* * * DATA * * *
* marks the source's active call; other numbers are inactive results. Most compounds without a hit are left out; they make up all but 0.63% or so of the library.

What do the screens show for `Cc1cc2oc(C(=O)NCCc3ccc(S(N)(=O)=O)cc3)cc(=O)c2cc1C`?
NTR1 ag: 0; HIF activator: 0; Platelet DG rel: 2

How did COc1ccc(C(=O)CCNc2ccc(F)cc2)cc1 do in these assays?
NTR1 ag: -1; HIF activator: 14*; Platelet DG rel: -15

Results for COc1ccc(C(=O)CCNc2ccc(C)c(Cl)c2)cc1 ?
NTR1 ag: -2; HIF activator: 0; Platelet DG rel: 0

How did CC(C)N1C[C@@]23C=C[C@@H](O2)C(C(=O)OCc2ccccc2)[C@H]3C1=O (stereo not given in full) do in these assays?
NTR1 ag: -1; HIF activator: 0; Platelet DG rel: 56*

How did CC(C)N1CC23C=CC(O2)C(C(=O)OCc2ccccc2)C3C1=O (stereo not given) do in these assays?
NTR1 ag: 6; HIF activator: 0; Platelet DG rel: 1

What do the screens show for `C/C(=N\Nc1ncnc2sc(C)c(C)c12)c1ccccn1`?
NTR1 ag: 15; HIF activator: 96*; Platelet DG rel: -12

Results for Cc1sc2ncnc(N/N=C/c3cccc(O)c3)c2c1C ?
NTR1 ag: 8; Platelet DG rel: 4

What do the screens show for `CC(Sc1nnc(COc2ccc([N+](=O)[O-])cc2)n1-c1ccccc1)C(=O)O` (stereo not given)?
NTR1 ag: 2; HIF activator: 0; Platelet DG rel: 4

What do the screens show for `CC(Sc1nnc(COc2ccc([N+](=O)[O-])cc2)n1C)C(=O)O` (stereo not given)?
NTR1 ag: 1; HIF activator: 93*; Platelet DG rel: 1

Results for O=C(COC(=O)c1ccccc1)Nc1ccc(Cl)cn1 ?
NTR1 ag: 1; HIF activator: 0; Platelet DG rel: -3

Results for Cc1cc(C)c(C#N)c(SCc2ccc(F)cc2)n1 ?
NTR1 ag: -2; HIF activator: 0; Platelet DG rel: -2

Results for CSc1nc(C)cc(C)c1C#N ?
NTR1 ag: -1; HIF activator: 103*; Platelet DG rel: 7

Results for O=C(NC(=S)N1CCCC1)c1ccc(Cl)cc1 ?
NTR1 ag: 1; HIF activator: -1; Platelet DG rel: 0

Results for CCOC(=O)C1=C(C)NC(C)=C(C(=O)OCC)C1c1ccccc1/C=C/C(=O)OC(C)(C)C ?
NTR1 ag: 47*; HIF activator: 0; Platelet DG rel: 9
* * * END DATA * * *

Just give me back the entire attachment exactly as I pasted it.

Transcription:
* marks the source's active call; other numbers are inactive results. Most compounds without a hit are left out; they make up all but 0.63% or so of the library.

What do the screens show for `Cc1cc2oc(C(=O)NCCc3ccc(S(N)(=O)=O)cc3)cc(=O)c2cc1C`?
NTR1 ag: 0; HIF activator: 0; Platelet DG rel: 2

How did COc1ccc(C(=O)CCNc2ccc(F)cc2)cc1 do in these assays?
NTR1 ag: -1; HIF activator: 14*; Platelet DG rel: -15

Results for COc1ccc(C(=O)CCNc2ccc(C)c(Cl)c2)cc1 ?
NTR1 ag: -2; HIF activator: 0; Platelet DG rel: 0

How did CC(C)N1C[C@@]23C=C[C@@H](O2)C(C(=O)OCc2ccccc2)[C@H]3C1=O (stereo not given in full) do in these assays?
NTR1 ag: -1; HIF activator: 0; Platelet DG rel: 56*

How did CC(C)N1CC23C=CC(O2)C(C(=O)OCc2ccccc2)C3C1=O (stereo not given) do in these assays?
NTR1 ag: 6; HIF activator: 0; Platelet DG rel: 1

What do the screens show for `C/C(=N\Nc1ncnc2sc(C)c(C)c12)c1ccccn1`?
NTR1 ag: 15; HIF activator: 96*; Platelet DG rel: -12

Results for Cc1sc2ncnc(N/N=C/c3cccc(O)c3)c2c1C ?
NTR1 ag: 8; Platelet DG rel: 4

What do the screens show for `CC(Sc1nnc(COc2ccc([N+](=O)[O-])cc2)n1-c1ccccc1)C(=O)O` (stereo not given)?
NTR1 ag: 2; HIF activator: 0; Platelet DG rel: 4

What do the screens show for `CC(Sc1nnc(COc2ccc([N+](=O)[O-])cc2)n1C)C(=O)O` (stereo not given)?
NTR1 ag: 1; HIF activator: 93*; Platelet DG rel: 1

Results for O=C(COC(=O)c1ccccc1)Nc1ccc(Cl)cn1 ?
NTR1 ag: 1; HIF activator: 0; Platelet DG rel: -3

Results for Cc1cc(C)c(C#N)c(SCc2ccc(F)cc2)n1 ?
NTR1 ag: -2; HIF activator: 0; Platelet DG rel: -2

Results for CSc1nc(C)cc(C)c1C#N ?
NTR1 ag: -1; HIF activator: 103*; Platelet DG rel: 7

Results for O=C(NC(=S)N1CCCC1)c1ccc(Cl)cc1 ?
NTR1 ag: 1; HIF activator: -1; Platelet DG rel: 0

Results for CCOC(=O)C1=C(C)NC(C)=C(C(=O)OCC)C1c1ccccc1/C=C/C(=O)OC(C)(C)C ?
NTR1 ag: 47*; HIF activator: 0; Platelet DG rel: 9